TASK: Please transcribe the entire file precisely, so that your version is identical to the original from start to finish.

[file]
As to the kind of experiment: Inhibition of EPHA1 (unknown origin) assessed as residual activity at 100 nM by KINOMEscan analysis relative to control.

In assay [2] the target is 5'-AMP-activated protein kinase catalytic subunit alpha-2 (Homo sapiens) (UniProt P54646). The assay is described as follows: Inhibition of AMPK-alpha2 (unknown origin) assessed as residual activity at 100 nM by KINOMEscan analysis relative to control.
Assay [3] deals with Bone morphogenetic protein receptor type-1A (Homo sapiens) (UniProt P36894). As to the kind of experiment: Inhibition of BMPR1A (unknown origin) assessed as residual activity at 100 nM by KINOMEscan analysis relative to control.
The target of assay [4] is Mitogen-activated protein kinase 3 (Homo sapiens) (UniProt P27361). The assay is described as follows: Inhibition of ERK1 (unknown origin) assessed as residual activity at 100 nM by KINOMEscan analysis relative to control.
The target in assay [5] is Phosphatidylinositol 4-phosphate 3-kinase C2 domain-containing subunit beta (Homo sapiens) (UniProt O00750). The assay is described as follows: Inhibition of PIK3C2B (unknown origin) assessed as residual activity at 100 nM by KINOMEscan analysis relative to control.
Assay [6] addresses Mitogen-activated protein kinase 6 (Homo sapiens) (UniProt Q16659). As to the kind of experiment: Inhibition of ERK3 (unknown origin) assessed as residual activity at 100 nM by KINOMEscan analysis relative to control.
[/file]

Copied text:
As to the kind of experiment: Inhibition of EPHA1 (unknown origin) assessed as residual activity at 100 nM by KINOMEscan analysis relative to control.

In assay [2] the target is 5'-AMP-activated protein kinase catalytic subunit alpha-2 (Homo sapiens) (UniProt P54646). The assay is described as follows: Inhibition of AMPK-alpha2 (unknown origin) assessed as residual activity at 100 nM by KINOMEscan analysis relative to control.
Assay [3] deals with Bone morphogenetic protein receptor type-1A (Homo sapiens) (UniProt P36894). As to the kind of experiment: Inhibition of BMPR1A (unknown origin) assessed as residual activity at 100 nM by KINOMEscan analysis relative to control.
The target of assay [4] is Mitogen-activated protein kinase 3 (Homo sapiens) (UniProt P27361). The assay is described as follows: Inhibition of ERK1 (unknown origin) assessed as residual activity at 100 nM by KINOMEscan analysis relative to control.
The target in assay [5] is Phosphatidylinositol 4-phosphate 3-kinase C2 domain-containing subunit beta (Homo sapiens) (UniProt O00750). The assay is described as follows: Inhibition of PIK3C2B (unknown origin) assessed as residual activity at 100 nM by KINOMEscan analysis relative to control.
Assay [6] addresses Mitogen-activated protein kinase 6 (Homo sapiens) (UniProt Q16659). As to the kind of experiment: Inhibition of ERK3 (unknown origin) assessed as residual activity at 100 nM by KINOMEscan analysis relative to control.